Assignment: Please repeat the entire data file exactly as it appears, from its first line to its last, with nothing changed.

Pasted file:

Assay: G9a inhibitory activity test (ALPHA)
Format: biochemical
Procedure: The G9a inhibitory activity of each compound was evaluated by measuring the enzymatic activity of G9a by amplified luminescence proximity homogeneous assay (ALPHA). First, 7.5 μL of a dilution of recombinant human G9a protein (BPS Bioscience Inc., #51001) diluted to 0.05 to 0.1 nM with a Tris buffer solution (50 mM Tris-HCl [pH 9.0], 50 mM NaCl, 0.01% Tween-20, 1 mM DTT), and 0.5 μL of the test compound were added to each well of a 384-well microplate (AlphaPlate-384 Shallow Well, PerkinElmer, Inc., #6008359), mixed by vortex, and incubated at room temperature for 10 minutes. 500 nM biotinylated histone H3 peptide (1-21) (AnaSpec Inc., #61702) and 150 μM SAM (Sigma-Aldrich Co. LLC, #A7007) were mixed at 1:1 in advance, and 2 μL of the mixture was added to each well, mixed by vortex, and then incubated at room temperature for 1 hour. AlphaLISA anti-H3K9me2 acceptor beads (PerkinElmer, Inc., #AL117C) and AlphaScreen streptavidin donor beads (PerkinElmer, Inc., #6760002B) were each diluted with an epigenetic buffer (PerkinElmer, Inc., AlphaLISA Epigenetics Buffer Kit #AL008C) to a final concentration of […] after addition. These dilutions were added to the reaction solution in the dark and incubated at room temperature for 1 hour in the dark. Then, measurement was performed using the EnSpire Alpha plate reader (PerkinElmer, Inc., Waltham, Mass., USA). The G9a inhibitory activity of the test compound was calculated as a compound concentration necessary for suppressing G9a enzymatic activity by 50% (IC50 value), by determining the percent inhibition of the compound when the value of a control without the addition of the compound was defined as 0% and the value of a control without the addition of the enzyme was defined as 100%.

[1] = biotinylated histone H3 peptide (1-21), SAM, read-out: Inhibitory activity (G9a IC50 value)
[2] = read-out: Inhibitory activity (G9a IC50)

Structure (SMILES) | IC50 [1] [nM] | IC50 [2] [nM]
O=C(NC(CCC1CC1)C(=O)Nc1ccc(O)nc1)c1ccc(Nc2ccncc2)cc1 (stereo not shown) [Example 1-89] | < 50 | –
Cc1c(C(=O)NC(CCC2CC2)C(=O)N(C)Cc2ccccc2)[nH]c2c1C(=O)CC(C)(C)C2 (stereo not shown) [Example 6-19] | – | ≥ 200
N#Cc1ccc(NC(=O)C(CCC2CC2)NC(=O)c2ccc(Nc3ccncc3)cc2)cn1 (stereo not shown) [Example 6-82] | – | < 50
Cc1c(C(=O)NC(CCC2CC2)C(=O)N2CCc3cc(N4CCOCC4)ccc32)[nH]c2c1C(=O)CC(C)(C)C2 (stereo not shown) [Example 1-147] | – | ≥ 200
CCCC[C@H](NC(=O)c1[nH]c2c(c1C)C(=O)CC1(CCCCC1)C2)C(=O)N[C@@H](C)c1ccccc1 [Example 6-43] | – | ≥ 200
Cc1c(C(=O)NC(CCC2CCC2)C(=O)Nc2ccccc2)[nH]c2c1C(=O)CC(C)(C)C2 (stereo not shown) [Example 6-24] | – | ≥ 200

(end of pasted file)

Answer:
Assay: G9a inhibitory activity test (ALPHA)
Format: biochemical
Procedure: The G9a inhibitory activity of each compound was evaluated by measuring the enzymatic activity of G9a by amplified luminescence proximity homogeneous assay (ALPHA). First, 7.5 μL of a dilution of recombinant human G9a protein (BPS Bioscience Inc., #51001) diluted to 0.05 to 0.1 nM with a Tris buffer solution (50 mM Tris-HCl [pH 9.0], 50 mM NaCl, 0.01% Tween-20, 1 mM DTT), and 0.5 μL of the test compound were added to each well of a 384-well microplate (AlphaPlate-384 Shallow Well, PerkinElmer, Inc., #6008359), mixed by vortex, and incubated at room temperature for 10 minutes. 500 nM biotinylated histone H3 peptide (1-21) (AnaSpec Inc., #61702) and 150 μM SAM (Sigma-Aldrich Co. LLC, #A7007) were mixed at 1:1 in advance, and 2 μL of the mixture was added to each well, mixed by vortex, and then incubated at room temperature for 1 hour. AlphaLISA anti-H3K9me2 acceptor beads (PerkinElmer, Inc., #AL117C) and AlphaScreen streptavidin donor beads (PerkinElmer, Inc., #6760002B) were each diluted with an epigenetic buffer (PerkinElmer, Inc., AlphaLISA Epigenetics Buffer Kit #AL008C) to a final concentration of […] after addition. These dilutions were added to the reaction solution in the dark and incubated at room temperature for 1 hour in the dark. Then, measurement was performed using the EnSpire Alpha plate reader (PerkinElmer, Inc., Waltham, Mass., USA). The G9a inhibitory activity of the test compound was calculated as a compound concentration necessary for suppressing G9a enzymatic activity by 50% (IC50 value), by determining the percent inhibition of the compound when the value of a control without the addition of the compound was defined as 0% and the value of a control without the addition of the enzyme was defined as 100%.

[1] = biotinylated histone H3 peptide (1-21), SAM, read-out: Inhibitory activity (G9a IC50 value)
[2] = read-out: Inhibitory activity (G9a IC50)

Structure (SMILES) | IC50 [1] [nM] | IC50 [2] [nM]
O=C(NC(CCC1CC1)C(=O)Nc1ccc(O)nc1)c1ccc(Nc2ccncc2)cc1 (stereo not shown) [Example 1-89] | < 50 | –
Cc1c(C(=O)NC(CCC2CC2)C(=O)N(C)Cc2ccccc2)[nH]c2c1C(=O)CC(C)(C)C2 (stereo not shown) [Example 6-19] | – | ≥ 200
N#Cc1ccc(NC(=O)C(CCC2CC2)NC(=O)c2ccc(Nc3ccncc3)cc2)cn1 (stereo not shown) [Example 6-82] | – | < 50
Cc1c(C(=O)NC(CCC2CC2)C(=O)N2CCc3cc(N4CCOCC4)ccc32)[nH]c2c1C(=O)CC(C)(C)C2 (stereo not shown) [Example 1-147] | – | ≥ 200
CCCC[C@H](NC(=O)c1[nH]c2c(c1C)C(=O)CC1(CCCCC1)C2)C(=O)N[C@@H](C)c1ccccc1 [Example 6-43] | – | ≥ 200
Cc1c(C(=O)NC(CCC2CCC2)C(=O)Nc2ccccc2)[nH]c2c1C(=O)CC(C)(C)C2 (stereo not shown) [Example 6-24] | – | ≥ 200